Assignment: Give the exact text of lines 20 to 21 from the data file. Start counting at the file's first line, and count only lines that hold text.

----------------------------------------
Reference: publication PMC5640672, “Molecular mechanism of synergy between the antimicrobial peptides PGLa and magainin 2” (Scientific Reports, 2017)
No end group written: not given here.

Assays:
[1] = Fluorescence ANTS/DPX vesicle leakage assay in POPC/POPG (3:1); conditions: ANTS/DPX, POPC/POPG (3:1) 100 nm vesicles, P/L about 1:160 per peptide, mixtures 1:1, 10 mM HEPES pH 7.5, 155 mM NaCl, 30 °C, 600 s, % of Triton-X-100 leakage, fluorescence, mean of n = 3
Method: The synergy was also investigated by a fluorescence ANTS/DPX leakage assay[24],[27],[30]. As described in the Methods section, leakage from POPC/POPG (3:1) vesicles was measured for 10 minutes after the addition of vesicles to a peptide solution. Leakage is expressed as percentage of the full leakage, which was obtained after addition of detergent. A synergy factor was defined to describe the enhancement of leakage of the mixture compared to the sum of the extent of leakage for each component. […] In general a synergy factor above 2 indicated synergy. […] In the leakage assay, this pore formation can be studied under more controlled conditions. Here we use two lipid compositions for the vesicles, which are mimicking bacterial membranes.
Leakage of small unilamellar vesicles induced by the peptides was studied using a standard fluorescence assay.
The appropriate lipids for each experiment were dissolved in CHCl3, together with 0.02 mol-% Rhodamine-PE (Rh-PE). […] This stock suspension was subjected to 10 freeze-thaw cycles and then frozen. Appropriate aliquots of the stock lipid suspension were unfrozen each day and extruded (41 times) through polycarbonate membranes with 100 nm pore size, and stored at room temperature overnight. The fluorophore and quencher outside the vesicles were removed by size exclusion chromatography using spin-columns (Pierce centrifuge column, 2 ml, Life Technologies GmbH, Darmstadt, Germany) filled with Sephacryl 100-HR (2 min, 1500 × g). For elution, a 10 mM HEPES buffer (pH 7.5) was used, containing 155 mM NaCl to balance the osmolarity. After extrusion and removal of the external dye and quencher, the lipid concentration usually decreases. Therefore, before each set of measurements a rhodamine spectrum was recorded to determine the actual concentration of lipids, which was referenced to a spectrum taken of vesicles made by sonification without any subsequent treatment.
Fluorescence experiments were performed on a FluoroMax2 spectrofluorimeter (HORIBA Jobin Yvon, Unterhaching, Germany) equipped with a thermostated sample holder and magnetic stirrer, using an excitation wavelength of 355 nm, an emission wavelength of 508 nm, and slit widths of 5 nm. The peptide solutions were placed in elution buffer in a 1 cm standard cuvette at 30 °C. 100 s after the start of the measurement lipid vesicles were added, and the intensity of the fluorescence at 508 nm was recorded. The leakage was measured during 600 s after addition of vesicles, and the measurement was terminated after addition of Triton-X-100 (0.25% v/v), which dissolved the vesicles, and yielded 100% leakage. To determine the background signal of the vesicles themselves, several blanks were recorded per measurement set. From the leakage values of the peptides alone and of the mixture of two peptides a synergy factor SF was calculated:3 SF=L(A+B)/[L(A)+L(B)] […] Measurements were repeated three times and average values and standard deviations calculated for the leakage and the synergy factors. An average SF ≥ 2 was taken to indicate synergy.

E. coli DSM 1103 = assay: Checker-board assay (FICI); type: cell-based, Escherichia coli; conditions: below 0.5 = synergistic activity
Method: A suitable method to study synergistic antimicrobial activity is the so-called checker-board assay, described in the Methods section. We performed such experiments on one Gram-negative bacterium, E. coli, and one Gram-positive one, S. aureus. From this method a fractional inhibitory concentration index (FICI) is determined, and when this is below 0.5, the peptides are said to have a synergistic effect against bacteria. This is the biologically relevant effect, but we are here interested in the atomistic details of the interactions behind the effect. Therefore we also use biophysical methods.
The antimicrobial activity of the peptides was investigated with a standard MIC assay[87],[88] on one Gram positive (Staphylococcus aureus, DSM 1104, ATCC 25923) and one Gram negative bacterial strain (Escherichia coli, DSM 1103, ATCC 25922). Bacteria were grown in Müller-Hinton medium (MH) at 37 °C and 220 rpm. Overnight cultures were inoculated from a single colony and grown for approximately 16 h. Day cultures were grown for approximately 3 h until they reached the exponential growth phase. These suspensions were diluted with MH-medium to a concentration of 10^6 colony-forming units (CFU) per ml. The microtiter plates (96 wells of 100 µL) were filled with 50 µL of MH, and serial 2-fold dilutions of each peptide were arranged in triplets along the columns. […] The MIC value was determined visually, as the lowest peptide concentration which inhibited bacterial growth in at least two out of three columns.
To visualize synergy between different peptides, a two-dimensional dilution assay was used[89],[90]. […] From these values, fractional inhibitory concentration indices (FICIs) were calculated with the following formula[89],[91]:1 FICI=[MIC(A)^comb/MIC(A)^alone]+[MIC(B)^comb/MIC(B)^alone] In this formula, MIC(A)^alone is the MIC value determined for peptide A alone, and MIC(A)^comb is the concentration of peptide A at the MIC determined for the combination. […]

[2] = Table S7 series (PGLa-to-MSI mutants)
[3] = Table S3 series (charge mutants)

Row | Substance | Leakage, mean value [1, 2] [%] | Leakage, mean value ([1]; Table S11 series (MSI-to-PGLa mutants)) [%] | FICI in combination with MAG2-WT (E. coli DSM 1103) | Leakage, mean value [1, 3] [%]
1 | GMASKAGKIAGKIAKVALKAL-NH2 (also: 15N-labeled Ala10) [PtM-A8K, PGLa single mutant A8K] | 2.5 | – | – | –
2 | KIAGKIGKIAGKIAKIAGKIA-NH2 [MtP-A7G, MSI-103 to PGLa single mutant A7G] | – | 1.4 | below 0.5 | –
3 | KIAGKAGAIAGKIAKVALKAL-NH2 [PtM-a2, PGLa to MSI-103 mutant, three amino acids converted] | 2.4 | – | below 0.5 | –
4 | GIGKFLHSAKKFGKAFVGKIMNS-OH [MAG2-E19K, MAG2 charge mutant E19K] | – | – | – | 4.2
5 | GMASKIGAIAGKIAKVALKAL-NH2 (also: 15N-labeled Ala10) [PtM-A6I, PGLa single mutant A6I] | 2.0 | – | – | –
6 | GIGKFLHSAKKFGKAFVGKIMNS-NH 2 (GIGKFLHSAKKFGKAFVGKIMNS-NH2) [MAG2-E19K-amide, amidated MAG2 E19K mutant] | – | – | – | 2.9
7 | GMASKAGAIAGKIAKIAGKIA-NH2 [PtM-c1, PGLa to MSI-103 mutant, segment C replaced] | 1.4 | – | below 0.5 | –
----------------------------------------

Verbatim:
5 | GMASKIGAIAGKIAKVALKAL-NH2 (also: 15N-labeled Ala10) [PtM-A6I, PGLa single mutant A6I] | 2.0 | – | – | –
6 | GIGKFLHSAKKFGKAFVGKIMNS-NH 2 (GIGKFLHSAKKFGKAFVGKIMNS-NH2) [MAG2-E19K-amide, amidated MAG2 E19K mutant] | – | – | – | 2.9